Add the prepared sauce and the glass noodles. Stir and mix everything well, turning down the heat a bit if the dish is becoming too dry and risks getting burned. Salt to taste and add the scallions. Stir to combine once more, and serve!

Potato, Leek, and Fennel Soup

3 tablespoons unsalted butter
1 large leek, white and light green parts only, thinly sliced
1 medium onion, chopped
1 small fennel bulb—halved, cored and chopped
1 medium celery rib, thinly sliced
1 medium shallot, finely chopped
1 thyme sprig
1 large garlic clove, minced
Salt 8 cups chicken stock or low-sodium broth
1 1/2 pounds Yukon Gold potatoes, peeled and cut into 1/2-inch pieces
3 tablespoons finely chopped parsley
2 tablespoons finely chopped tarragon
1 cup heavy cream
White pepper

In a large saucepan, melt the butter. Add the leek, onion, fennel, celery, shallot, thyme, garlic and a generous pinch of salt and cook over moderate heat, stirring occasionally, until the vegetables are softened and just starting to brown, about 10 minutes.

Add the stock, potatoes, 2 tablespoons of the parsley and 1 tablespoon of the tarragon. Bring to a boil, then simmer over moderately low heat until the vegetables are very tender, about 40 minutes.

Add the cream to the saucepan and simmer over moderate heat until slightly thickened, about 7 minutes.

Stir in the remaining 1 tablespoon each of parsley and tarragon and season the soup with salt and white pepper; discard the thyme sprig.

Ladle the soup into bowls and serve.

The soup can be refrigerated for up to 2 days.

Shnghainese Lion’s Head Meatballs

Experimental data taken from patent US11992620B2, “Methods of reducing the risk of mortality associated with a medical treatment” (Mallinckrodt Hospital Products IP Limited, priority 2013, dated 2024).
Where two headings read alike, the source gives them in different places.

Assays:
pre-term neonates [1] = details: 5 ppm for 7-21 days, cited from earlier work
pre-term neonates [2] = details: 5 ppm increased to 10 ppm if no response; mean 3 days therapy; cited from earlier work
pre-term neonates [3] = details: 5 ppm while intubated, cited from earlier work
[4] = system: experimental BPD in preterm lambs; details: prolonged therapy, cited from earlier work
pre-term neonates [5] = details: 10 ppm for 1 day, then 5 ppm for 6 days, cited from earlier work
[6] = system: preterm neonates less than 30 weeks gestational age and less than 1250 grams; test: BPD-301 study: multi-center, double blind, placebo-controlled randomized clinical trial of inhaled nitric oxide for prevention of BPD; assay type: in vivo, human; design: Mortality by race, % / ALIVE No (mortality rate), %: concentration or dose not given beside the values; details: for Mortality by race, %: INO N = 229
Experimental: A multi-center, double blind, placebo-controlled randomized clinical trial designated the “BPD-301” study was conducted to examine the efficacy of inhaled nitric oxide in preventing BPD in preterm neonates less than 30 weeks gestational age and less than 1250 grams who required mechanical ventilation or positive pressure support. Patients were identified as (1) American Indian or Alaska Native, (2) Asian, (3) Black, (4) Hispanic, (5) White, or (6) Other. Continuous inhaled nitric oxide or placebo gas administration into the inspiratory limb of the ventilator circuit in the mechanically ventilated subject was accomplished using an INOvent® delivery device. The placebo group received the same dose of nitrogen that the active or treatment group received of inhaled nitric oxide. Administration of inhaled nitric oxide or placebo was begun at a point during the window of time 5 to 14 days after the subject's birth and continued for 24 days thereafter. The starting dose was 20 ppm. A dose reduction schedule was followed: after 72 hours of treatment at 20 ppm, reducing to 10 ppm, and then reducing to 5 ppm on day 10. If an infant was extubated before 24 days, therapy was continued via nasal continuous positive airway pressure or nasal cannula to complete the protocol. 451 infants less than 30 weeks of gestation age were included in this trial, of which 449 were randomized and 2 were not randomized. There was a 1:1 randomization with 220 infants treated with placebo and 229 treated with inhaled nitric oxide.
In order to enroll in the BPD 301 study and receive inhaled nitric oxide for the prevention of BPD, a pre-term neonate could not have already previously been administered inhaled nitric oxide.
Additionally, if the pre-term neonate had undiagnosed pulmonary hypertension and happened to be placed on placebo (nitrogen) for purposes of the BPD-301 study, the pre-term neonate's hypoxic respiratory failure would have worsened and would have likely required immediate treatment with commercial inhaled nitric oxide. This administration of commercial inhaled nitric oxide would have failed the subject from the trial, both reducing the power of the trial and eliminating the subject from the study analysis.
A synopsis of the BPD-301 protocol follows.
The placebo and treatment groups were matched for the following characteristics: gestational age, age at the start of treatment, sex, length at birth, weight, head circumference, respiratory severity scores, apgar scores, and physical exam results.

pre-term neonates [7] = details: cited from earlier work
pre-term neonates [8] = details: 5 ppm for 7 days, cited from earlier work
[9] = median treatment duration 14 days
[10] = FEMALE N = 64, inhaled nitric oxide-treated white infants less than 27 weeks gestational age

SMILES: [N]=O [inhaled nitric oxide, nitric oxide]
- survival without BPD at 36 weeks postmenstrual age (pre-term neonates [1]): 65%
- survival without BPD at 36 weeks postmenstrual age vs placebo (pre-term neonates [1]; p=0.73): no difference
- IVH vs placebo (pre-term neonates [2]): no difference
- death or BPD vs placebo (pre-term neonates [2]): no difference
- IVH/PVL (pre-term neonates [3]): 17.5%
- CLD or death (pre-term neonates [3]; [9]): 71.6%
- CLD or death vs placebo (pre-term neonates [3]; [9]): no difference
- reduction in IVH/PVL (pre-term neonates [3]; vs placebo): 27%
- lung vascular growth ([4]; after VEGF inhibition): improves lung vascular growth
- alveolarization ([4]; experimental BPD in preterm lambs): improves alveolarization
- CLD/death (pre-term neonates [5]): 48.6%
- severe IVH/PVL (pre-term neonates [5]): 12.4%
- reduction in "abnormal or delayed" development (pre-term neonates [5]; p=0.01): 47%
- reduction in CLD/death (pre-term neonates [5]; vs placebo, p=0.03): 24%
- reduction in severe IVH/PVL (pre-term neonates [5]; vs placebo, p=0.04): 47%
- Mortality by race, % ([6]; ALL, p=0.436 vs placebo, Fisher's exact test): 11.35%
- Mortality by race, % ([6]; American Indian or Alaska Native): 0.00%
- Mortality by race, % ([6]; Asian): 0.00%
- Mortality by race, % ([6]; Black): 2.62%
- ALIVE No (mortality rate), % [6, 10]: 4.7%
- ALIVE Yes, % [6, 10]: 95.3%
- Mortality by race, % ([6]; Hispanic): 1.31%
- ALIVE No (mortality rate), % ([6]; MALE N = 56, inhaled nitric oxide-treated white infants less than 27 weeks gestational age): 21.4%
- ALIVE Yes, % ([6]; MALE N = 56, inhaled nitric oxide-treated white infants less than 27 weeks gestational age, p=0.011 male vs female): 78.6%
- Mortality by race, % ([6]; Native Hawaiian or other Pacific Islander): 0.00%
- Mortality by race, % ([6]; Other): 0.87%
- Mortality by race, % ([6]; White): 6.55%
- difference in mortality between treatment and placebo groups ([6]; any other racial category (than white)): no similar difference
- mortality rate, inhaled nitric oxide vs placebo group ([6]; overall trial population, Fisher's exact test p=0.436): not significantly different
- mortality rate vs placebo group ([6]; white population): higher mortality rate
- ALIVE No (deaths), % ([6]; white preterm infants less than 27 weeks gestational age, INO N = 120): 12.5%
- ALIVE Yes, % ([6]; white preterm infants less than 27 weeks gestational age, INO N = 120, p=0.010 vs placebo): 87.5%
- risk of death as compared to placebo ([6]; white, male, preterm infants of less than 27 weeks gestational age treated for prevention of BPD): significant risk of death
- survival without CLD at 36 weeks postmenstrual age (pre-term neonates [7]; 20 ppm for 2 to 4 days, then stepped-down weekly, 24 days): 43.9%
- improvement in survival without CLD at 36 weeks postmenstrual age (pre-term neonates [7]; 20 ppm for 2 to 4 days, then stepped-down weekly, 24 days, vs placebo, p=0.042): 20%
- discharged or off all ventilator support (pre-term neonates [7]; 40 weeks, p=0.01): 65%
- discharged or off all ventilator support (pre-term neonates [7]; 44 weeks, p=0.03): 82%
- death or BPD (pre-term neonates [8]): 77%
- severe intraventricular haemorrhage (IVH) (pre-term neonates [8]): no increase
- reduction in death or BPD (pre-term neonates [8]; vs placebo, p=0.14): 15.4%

For the bok choy:
1 1/2 pounds bok choy (Shanghai baby bok choy is my favorite, but larger varieties will work too)
1 tablespoon soy sauce
1/2 tablespoon sesame oil
1/4 teaspoon salt

For the meatballs:
1 pound ground pork
1/4 cup finely sliced scallions (about 3-4 scallions)
1 teaspoon finely grated ginger
1 tablespoon minced garlic (2 to 3 cloves)
3 tablespoons sugar
3 tablespoons soy sauce
1 tablespoon Shaoxing cooking wine or sake
1 tablespoon sesame oil
1 teaspoon salt
3 large eggs
1/4 cup cornstarch
1 cup vegetable or other neutral oil, or as much as needed to fry

Prep the bok choy: Thoroughly wash and clean the bok choy, aiming to leave the heads more or less intact, save for trimming the very ends of the stems. (This method is best for small, Shanghai baby bok choy—if you are using larger and tougher bok choy, feel free to separate the leaves.)

Place the bok choy in a large 4-quart heavy-bottomed pot. It should more or less fill the pot all the way to the top, which looks like a lot, but will be just right once the bok choy steams and wilts. It will amaze you how much they shrink. Drizzle the bok choy with soy sauce and sesame oil, and sprinkle with salt. Set the pot aside.

For the meatballs: In a large bowl, combine the ground pork, scallions, ginger, garlic, sugar, soy sauce, cooking wine, sesame oil, and salt and stir with chopsticks or a wooden spoon until well-blended.

Next, add the eggs and mix vigorously until well-combined. The mixture will seem extremely liquid—this is okay.